How a Great Teacher Can Have a Bad Class

I had one more class. The teacher was solid–upbeat, knowledgable, approachable–and has designed a ruler and technique for making flying geese that I both bought and really will use. Yet, with all that going for it, this was not a good class. Why?

Bad machines: All the sewing machines at Quiltweek are provided. This is awesome, except when they’re awful and the machine instructor is even worse. One class out of three had this convergence of events. Guess which one. Yep. We were doing a quilt that required a precise quarter inch seam allowance and involved lots of sewing of pointy edges. And–even according to the sewing machine helper–this particular model does neither well. Wait, what? So, everyone’s fabrics were getting chewed up and their blocks weren’t aligning. Ugh.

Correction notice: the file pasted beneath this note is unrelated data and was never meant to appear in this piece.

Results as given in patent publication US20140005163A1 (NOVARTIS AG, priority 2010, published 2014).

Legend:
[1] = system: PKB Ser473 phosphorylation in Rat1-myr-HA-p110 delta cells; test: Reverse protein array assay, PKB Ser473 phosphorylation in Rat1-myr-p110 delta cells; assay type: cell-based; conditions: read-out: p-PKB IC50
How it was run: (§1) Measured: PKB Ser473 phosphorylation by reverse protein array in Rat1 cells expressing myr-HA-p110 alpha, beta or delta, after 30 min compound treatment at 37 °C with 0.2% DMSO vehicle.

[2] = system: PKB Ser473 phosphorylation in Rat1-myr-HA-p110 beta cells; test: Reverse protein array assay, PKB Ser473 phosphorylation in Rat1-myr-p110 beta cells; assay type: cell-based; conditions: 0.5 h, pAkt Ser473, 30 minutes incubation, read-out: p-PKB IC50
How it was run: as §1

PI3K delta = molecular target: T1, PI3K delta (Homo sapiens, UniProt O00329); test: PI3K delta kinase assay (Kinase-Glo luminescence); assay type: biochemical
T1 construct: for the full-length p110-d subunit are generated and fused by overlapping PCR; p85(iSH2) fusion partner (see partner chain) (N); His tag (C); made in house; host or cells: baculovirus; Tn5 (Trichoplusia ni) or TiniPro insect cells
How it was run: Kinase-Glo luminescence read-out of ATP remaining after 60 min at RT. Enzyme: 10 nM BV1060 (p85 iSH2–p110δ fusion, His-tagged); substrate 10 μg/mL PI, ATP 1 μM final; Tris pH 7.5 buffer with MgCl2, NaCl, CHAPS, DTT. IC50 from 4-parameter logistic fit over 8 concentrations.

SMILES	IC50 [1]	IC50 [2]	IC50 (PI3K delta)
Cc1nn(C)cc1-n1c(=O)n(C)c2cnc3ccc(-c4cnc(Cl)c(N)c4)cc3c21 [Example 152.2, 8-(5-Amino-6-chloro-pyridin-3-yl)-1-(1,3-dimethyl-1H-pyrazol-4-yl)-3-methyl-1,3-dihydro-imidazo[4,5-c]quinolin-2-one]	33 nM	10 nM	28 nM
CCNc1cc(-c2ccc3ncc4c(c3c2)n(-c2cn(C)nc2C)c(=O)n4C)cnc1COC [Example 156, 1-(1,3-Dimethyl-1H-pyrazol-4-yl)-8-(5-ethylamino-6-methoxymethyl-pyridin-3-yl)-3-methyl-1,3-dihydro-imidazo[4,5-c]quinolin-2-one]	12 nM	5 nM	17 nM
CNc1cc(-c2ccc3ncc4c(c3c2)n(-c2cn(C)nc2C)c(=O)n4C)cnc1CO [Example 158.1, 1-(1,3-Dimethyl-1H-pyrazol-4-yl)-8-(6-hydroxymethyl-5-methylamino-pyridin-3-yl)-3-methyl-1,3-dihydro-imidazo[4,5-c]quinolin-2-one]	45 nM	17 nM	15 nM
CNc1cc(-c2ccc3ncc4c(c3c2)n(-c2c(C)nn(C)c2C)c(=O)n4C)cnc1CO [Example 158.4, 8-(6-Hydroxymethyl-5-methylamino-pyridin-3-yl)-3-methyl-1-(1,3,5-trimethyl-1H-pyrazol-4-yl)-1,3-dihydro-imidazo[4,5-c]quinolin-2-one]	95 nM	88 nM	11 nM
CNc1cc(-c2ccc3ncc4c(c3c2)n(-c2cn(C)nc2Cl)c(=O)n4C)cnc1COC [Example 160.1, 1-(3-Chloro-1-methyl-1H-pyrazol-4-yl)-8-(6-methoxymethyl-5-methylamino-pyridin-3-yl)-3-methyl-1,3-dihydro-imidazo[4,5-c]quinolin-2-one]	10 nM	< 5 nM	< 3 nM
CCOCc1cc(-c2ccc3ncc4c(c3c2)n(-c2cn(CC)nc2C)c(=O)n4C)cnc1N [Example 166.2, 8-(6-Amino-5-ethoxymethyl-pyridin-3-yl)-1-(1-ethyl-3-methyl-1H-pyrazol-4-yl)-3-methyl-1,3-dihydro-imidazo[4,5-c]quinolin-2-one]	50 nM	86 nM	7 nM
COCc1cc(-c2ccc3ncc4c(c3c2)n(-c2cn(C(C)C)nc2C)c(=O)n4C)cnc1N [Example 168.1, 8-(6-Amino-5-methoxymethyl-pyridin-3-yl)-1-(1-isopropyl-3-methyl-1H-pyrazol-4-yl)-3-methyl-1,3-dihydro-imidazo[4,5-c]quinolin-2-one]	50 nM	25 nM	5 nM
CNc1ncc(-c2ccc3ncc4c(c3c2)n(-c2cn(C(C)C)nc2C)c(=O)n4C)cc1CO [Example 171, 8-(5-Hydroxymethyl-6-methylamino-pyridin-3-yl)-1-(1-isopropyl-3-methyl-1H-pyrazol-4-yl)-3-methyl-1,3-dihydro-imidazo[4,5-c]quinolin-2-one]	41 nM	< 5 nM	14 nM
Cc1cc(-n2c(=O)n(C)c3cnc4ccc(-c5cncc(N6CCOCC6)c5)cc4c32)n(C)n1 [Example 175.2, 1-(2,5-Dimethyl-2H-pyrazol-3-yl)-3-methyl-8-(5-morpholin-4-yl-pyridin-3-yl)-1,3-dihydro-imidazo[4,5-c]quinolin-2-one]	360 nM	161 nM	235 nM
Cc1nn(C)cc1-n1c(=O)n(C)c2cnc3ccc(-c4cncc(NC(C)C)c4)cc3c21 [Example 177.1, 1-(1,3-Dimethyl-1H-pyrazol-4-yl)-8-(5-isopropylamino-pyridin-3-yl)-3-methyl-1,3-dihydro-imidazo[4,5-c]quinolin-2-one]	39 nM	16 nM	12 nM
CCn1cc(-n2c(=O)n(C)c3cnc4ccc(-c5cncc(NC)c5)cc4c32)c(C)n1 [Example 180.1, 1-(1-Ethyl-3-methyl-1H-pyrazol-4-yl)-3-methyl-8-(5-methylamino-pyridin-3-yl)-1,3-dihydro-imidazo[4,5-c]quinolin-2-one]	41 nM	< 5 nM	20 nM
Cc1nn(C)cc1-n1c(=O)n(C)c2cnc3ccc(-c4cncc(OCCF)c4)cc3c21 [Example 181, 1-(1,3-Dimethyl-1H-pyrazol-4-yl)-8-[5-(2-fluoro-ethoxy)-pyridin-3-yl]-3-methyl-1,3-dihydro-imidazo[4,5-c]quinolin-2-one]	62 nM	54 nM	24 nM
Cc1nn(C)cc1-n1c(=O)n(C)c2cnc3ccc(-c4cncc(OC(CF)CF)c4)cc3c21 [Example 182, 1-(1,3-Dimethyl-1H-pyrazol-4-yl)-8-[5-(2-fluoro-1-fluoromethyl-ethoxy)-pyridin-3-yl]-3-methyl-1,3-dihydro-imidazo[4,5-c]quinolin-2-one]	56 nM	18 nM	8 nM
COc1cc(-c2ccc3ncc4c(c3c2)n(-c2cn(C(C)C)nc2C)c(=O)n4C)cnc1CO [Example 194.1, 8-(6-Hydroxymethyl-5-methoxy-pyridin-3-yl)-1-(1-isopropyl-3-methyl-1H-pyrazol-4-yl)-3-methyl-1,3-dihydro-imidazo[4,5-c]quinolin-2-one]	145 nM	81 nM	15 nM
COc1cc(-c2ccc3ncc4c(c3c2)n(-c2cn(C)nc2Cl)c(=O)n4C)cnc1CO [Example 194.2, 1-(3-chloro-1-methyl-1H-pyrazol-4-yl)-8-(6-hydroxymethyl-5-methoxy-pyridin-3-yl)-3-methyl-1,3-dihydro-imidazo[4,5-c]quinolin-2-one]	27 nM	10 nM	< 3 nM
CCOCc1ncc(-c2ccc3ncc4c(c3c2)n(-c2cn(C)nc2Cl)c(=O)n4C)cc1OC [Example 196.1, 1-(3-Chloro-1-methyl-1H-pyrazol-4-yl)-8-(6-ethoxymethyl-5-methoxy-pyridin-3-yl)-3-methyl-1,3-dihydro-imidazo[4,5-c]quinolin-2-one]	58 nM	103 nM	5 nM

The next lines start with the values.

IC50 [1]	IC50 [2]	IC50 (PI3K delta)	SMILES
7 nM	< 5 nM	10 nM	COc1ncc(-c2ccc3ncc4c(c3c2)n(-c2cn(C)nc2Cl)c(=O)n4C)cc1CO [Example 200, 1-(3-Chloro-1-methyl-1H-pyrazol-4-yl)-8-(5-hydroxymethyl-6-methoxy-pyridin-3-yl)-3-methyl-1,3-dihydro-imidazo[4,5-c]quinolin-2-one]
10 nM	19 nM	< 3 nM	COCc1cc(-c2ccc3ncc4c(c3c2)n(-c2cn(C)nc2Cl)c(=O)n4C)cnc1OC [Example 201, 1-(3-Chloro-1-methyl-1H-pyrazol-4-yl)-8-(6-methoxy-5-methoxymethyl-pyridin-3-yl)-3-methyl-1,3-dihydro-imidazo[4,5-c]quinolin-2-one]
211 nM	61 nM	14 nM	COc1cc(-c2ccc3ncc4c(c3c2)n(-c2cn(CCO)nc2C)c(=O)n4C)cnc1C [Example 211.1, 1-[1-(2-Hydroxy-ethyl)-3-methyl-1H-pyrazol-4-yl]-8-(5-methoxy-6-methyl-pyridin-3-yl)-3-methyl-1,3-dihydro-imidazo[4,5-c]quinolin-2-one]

Bad students: One can sense a problematic class climate ahead when
1) students start over sharing personal family issues with strangers;
2) students proudly state that they don’t sew well and don’t know anything about quilting;
3) students begin one-upping strangers on the quality of their machines, friends & vacation homes;
4) students can’t stop complaining about how super stressed and over busy their lives are;
5) even though they’re literally less than 2 yds from the largest concentration of quilting supplies in the known world, students don’t seem to have the required supplies.

This class hit all five. Double ugh.

So, sometimes, it’s really not the teacher! At least I got a cool new technique out of it–flying geese here I come.

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